Monday, December 29, 2014

Who's paying for college?

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College tuition is a hot topic. Many people talk about how high the cost but do they talk to their children?  What do their children think about tuition and who should foot the bill? This month in NJ, a college student sued her parent for her tuition to Temple. (see When I discussed the case in my business law class, I had one 24 y/o student who absolutely believed parents owed a college education to their kids. Fortunately, Pennsylvania does not recognize a child's right to have his/her college paid for by their parents.

I think the NJ case (actually cases) are still the extreme but that doesn't mean the topic should not be discussed. This article offers four topics to consider when planning someone's college education: The topic I believe most important is to discuss with your child who is going to pay what for college. The article points out: "Some children expect their parents to pick up the tab for college, but they could be in for a rude awakening. A Fidelity survey found that 'parents expect their children to pay for more than one-third of college costs, but only 57% of those parents shared that information with their children.'"

If you are looking forward to college in some way, take a quick look at this article. It gives you food for thought and a little planning now can help keep you out of an office like mine in the future.

Learn more about my firm Medvesky Law Office, LLC at

Sunday, December 28, 2014

Did you know a short sale of your home could create income for you? ... but not this year ...

Congress extends protection for Homeowners in short sales of their primary residence in 2014 ... 2015 still in question. People forced to sell their homes in short sales in 2014 get a tax break. Congress extended the break earlier in December. Before the housing bubble bursting, people who were forced to sell their homes in a short sale were issued a 1099-C reporting income for the seller. The income was the difference between what was owed and what the house sold for. The tax code considers the amount forgiven at the sale as income to the sellers.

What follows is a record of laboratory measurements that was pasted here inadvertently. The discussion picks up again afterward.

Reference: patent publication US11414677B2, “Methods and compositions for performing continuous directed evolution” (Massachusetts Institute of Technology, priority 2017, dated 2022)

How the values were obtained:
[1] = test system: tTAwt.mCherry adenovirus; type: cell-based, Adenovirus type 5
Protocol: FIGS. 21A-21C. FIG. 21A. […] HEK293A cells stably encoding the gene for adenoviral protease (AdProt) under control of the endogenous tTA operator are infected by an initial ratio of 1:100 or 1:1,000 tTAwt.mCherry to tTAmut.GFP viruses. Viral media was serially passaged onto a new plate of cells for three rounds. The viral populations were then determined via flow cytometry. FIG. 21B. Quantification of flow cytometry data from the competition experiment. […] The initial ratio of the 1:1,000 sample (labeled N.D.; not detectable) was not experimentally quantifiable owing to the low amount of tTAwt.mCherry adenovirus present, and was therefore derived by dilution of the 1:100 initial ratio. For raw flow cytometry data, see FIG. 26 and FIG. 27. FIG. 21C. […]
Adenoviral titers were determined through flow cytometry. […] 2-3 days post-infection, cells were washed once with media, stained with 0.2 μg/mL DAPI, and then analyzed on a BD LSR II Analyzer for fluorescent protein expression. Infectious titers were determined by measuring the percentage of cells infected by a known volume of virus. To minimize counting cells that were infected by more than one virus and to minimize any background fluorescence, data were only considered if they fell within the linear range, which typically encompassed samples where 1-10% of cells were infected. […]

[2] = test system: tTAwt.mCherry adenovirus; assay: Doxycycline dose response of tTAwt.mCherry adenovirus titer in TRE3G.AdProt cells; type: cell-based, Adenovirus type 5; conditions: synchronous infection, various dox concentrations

Image courtesy of ratch0013

So if a couple owns a house with a mortgage of $300,000 and they sell it in a short sale for $225,000, the tax code sees that as a benefit of $75,000 and tax it as income. The mortgage will issue the couple a 1099-C for $75,000 and the couple will be required to add it as income on their tax return. This can significantly increase their tax obligation.

Congress has extended a law preventing the IRS from taxing this reduction of debt through 2014. That means anyone who sold their home in a short sale in 2014 will not pay income tax on the amount forgiven. It is not clear if Congress will extend it into 2015. Reports state Congress discuss extending it for two years but the final bill only extended it through 2014. That means anyone having problems in the new year will be betting on or hoping for an extension in 2015. This problem can be avoided in Bankruptcy. I'll explain that in another blog.

Learn more about my firm Medvesky Law Office, LLC at

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Friday, December 26, 2014

I'm not sure I find these all that Weird ...

Image courtesy of Stuart Miles at
I was drawn to an article titled: "4 of the Weirdest Reasons People Have Gone Into Debt" I thought it might help people understand how crazy it can get. The author lists:

"1. The Child Spoiler Client
  2. The Dream Wedding Client
  3. The “Don’t Tell My Spouse I Have Debt” Client
  4. The House Flipper Client."